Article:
Wednesday, February 1, 2012

Exec Board Perspectives...Hannah Flanery

Well, my friends, this is it. It’s the spring semester, which means it’s crunch time for Dance Marathon, and I can’t wait! If you thought we Exec Board members were excited and enthusiastic last semester, wait to see what we have in store for the next few months!
 Now I’ll be honest with you, I hate failing, and I hate losing. I get so frustrated with myself if I lose a game of Uno, or miss the Final Jeopardy question as I play along from my couch. It’s pretty sad, really. So you can only imagine how badly I want Georgetown College to meet our goals for this year ($10,000 raised, 150+ dancers registered). After all, there’s a lot more on the line than just my pride here; we need to reach this goal for the kids! So I, personally, will be giving it my all as I work in my mission as Campus/Dancer Relations Chair to boost those registration and fundraising numbers!
 Let’s hope my relentlessness pays off.
 In other news…
For last year’s Dance Marathon, I learned the “Jai Ho” dance from Slumdog Millionaire, and taught it to a group of dancers at around 4:00 in the morning. We looked almost as good as the original:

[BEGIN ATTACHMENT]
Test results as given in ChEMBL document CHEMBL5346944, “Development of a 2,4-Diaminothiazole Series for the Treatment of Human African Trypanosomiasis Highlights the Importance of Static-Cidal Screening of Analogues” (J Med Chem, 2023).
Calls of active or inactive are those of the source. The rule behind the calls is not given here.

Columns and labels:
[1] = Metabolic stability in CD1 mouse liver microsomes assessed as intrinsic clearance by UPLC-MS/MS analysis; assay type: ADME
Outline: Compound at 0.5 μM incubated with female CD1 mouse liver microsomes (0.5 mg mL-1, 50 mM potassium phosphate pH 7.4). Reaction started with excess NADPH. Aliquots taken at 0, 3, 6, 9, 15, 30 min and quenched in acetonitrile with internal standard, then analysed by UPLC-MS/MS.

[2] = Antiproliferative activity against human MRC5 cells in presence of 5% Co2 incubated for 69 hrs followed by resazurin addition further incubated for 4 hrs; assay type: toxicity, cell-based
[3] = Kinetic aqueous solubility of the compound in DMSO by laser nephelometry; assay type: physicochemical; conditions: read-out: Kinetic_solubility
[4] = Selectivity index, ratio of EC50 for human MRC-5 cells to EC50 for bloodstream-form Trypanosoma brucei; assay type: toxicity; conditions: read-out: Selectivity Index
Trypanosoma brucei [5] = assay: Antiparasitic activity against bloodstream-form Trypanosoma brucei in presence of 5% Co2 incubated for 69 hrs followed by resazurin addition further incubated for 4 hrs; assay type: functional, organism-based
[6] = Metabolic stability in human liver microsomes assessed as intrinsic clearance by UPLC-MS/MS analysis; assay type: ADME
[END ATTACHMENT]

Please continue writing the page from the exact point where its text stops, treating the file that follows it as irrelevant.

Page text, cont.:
(Take my word for it).
 Here I am, a year later, and my embarrassingly horrible dancing and teaching skills have led a lot of my friends to insist that I teach another dance in 2012.
 I’m glad they find joy in my awkwardness.
So, I’m sure you’re dying to know what song/dance I’ve chosen for this year. 
Well, my decision was simple, because I’ve chosen the dance from the most fabulous music video of this decade, for one of the catchiest pop songs of all time (NOTE: this is not an exaggeration).
 What song is this? None other than…
Call Your Girlfriend by Robyn.
 If you haven’t seen the video or heard the song yet, I implore you to take a gander right now:

 Perfect, right? Just think: if you register for Dance Marathon, you’ll get to see me, in all of my awkward glory, teach you the dance to this song (with only a few wardrobe reconsiderations and the elimination of certain floor humping elements).
Now that’s what I call incentive.

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